The European Union is funding cutting-edge biometric screening projects that could reduce friction and wait times at the border while enhancing security, reports Horizon.
One is MOBILEPASS, a project headed by the Austrian Institute of Technology, which has developed a handheld device that can scan faces and fingerprints using a built-in camera, comparing data obtained from a travelers to what’s on her electronic passport. The data is encrypted on the device, and can only be accessed via digital certificates issued by national agencies, helping to ensure that the data can’t be hacked.
The EU-funded iCROSS project is also exploring this kind of handheld biometric scanning technology, and is supporting an effort by Luxembourg’s European Dynamics to develop a pre-screening system that uses the cameras of visa applicants’ home computers to obtain key facial biometrics. The individuals’ faces are scanned as they answer questions from an AI border officer avatar, and that data can then be used for authentication at a border checkpoint. But the system goes a step further, analyzing micro-expressions that could indicate whether an applicant is lying, and in those cases flagging the applicant for further screening by border officials upon arrival.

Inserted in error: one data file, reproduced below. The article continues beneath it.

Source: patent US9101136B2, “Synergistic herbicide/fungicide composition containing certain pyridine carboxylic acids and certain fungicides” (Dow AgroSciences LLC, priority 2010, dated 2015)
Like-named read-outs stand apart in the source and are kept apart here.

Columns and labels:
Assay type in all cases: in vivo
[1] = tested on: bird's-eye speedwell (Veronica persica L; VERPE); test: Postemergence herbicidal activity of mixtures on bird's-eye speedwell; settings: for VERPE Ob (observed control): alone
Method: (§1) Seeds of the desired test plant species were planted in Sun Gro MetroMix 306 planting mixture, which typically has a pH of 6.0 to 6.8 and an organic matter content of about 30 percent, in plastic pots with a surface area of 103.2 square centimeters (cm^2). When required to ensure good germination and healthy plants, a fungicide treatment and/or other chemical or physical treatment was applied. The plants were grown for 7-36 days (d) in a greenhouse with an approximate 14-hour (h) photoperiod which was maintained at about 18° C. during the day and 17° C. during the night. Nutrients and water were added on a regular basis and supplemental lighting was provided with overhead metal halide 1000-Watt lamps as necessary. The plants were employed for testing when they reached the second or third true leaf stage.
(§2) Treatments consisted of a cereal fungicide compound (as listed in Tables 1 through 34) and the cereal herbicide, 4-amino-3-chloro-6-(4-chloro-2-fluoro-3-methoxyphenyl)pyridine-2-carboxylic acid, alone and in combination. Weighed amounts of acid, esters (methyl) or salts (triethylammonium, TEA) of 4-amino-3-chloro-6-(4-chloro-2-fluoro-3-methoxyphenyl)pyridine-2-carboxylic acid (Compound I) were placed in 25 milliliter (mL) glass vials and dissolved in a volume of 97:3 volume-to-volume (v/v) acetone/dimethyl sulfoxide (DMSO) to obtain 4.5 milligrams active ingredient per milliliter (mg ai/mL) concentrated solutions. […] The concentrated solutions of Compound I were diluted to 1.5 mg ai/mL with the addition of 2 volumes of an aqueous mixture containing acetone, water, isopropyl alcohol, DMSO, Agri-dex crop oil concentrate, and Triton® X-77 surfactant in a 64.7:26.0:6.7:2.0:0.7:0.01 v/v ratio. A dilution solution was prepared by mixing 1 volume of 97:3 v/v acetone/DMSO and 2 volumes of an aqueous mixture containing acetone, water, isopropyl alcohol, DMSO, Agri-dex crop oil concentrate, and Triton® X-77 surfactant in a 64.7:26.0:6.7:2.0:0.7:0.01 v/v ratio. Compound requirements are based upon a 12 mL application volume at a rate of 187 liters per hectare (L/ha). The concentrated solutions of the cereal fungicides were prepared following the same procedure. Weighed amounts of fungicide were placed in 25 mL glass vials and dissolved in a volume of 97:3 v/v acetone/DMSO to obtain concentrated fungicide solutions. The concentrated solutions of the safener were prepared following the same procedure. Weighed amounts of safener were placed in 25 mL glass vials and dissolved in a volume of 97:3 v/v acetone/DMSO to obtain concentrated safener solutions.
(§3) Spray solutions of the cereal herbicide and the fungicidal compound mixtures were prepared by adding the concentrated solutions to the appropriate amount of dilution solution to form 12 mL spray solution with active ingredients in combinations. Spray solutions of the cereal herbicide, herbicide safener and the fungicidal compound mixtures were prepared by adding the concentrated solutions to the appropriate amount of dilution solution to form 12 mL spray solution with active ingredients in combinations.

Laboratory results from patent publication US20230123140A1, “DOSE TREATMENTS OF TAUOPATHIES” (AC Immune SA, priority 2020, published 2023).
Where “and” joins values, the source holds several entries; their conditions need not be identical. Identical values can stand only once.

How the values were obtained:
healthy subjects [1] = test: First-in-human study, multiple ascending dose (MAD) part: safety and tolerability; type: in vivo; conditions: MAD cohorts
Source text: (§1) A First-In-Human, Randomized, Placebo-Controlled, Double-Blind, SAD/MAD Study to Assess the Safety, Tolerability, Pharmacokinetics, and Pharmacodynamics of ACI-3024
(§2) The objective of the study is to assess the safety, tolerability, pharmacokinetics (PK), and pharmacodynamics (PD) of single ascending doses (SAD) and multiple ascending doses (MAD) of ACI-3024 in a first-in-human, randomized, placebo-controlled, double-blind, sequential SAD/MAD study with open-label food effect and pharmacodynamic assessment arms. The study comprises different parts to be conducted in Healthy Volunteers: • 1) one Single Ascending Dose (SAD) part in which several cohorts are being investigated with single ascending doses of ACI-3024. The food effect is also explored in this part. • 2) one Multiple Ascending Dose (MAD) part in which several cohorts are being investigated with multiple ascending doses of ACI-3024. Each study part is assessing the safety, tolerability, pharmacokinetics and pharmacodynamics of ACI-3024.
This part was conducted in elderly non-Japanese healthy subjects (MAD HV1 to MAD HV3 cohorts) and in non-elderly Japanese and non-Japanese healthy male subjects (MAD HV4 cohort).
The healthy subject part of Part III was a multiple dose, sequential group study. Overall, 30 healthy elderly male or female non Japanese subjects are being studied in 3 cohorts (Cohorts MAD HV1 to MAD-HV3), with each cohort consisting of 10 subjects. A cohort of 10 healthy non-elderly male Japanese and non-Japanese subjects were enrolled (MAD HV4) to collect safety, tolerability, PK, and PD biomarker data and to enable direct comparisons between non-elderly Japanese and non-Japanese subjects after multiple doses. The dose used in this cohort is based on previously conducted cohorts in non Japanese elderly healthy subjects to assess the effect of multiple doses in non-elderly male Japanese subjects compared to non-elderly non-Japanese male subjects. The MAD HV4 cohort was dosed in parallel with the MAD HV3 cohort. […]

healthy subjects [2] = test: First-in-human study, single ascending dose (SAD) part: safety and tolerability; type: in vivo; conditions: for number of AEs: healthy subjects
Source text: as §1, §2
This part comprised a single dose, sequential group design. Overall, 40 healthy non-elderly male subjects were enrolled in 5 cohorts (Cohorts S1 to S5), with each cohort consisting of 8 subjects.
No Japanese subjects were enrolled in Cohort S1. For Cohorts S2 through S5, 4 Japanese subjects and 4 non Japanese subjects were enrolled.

Together with biometric border screening deployments at airports and even railway stations, it all points to a growing role for biometric technology at European borders as EU governments seek to prevent terrorism and cope with a migrant and refugee crisis.
February 16, 2017 – by Alex Perala